PSYC 354 Homework 4
PSYC 354 Homework 4
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Sampling and Probability
When submitting this file, be sure the filename includes your full name, course and section. Example: HW4_JohnDoe_354B01
Be sure you have reviewed this module/week’s lesson and presentations along with the practice
data analysis before proceeding to the homework exercises. Complete all analyses in SPSS, then copy and paste your output and graphs into your homework document file. Answer any written questions (such as the text-based questions or the APA Participants section) in the appropriate place within the same file.
Part I: Concepts
These questions are based on the Nolan and Heinzen reading and end-of-chapter questions.
Fill in the highlighted blanks to answer/complete the statements.
1) A(n) random sample occurs when everyone in the population has the same chance of being selected.
2) The ability to apply research findings to contexts or samples other than the one studied is called generalizability.
3) The duplication of the results of a research study in a different context or with a different sample is called replication.
4) Your own estimate of the likelihood that you will uphold your New Year's resolution is known as a(n) personal probability.
5) Expected relative-frequency probability is computed as the number of successes divided by the number of trials.
6) The experimental group is the group receiving the intervention or treatment of interest.
7) A statement that 2 populations are different from one another is a(n) research hypothesis.
8) If you find that the groups you studied differed from each other more than would be expected by chance alone, you reject the null hypothesis.
9) When you reject the null hypothesis but the null hypothesis is in fact true, you have made a(n) Type I error.
10) When you fail to reject the null hypothesis but the null hypothesis is false, you have made a(n) Type II error.
Researchers were interested in whether touch therapy improves the weight gain of preterm infants and
compared the weight gain over a 3-week period of infants receiving touch therapy to the weight gain of infants not receiving touch therapy.
11-a) What is the likely null hypothesis for this experiment?
Touch therapy does not improve the weight gain of preterm infants.
11-b) What is the likely research hypothesis for this experiment?
Touch therapy does improve the weight gain of preterm infants.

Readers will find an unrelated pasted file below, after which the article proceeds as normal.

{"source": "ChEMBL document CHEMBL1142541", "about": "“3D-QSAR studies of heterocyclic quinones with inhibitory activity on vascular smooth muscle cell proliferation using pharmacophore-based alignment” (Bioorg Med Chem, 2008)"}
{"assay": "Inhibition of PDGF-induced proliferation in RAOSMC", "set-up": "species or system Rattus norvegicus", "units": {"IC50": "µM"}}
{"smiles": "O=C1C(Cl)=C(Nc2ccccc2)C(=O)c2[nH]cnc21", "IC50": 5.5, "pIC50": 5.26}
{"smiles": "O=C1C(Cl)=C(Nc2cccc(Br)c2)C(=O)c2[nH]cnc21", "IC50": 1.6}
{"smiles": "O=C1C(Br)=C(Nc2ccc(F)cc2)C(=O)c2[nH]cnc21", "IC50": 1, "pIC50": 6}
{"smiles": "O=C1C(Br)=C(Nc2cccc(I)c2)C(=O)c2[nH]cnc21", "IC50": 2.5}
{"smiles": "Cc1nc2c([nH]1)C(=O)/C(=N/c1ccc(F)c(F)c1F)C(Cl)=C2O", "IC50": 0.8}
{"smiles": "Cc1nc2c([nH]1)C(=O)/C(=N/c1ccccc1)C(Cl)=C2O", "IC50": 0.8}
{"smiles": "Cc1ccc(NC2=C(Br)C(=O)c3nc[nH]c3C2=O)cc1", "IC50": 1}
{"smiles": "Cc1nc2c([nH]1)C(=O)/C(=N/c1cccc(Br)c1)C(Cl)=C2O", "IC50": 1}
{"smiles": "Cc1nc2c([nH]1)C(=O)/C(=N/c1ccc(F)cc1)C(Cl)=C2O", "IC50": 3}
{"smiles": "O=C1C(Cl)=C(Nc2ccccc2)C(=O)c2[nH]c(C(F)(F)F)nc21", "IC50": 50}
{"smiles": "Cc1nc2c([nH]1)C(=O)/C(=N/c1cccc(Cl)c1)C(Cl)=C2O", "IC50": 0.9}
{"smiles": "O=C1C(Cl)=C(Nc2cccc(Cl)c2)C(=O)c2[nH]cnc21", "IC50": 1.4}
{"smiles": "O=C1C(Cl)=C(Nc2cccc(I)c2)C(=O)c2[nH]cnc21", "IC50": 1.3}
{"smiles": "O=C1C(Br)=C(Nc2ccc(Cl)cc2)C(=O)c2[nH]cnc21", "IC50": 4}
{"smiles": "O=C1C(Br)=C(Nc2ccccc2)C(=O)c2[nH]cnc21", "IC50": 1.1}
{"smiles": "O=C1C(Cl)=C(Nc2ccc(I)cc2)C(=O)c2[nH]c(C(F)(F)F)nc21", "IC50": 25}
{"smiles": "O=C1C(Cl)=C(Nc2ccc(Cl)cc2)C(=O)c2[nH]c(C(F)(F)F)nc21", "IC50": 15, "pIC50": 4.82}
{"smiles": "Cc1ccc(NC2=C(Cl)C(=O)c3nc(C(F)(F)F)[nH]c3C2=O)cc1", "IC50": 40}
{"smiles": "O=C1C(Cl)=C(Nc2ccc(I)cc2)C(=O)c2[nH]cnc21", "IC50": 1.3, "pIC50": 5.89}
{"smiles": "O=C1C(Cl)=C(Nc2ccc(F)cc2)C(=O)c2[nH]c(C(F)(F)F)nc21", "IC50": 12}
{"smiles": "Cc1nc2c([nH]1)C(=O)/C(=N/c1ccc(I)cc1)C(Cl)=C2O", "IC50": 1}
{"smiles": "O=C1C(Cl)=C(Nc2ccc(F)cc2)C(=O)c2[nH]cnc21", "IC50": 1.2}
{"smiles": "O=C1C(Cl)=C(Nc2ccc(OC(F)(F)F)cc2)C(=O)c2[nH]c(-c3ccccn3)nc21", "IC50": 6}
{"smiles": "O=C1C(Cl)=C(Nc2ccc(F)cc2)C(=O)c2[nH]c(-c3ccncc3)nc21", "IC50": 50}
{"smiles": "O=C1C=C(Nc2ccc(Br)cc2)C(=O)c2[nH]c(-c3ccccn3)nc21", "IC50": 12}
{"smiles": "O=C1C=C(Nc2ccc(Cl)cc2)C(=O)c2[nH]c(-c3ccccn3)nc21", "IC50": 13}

Complete the Nolan and Heinzen end-of-chapter Exercises 5.26, 5.27, 5.28, and 5.29.
12) Exercises 5.26
13) Exercises 5.27
14) Exercises 5.28
15) Exercises 5.29
Part II & Part III
There is no new SPSS material this module/week. No questions for Part II or III
Part IV: Cumulative
Data provided below for Questions 1 and 2.
Grade Part IV: Questions 1a-1b
The final grades for students in a freshman seminar are shown in the left-hand column. Enter the data into a new SPSS data file.
• Create the appropriate SPSS graph to show the distribution of students’ grades.
• Compute descriptive statistics for this data.
• Which measure of central tendency would you use to describe this data?
1-a) Create the appropriate SPSS graph to show the distribution of students’ grades.
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1-b) Compute descriptive statistics for this data.
Which measure of central tendency would you use to describe this data? Why?
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95% Confidence Interval for Lower Bound
Mean Upper Bound
5% Trimmed Mean
Grade Std. Deviation Minimum Maximum Range
Answer: Measure Of Central Tendency
You generally use the mean unless there are outliers or a small amount of observations. Neither is the case for this. Also, the mean and median are only 0.24 points different and the mode is the same as the median.
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Explanation/Justification: You would use a bar graph because the independent variable is nominal and the dependent variable is scale.
2-b) What level of measurement (nom., ord., scale) is the variable “City”?
What level of measurement is the variable “Livability Rating”?
Scale 2.b. ratings are ordinal (-2) – correction from professor
Submit Homework 4 by 11:59 p.m. (ET) on Monday of Module/Week 4. Remember to name file appropriately.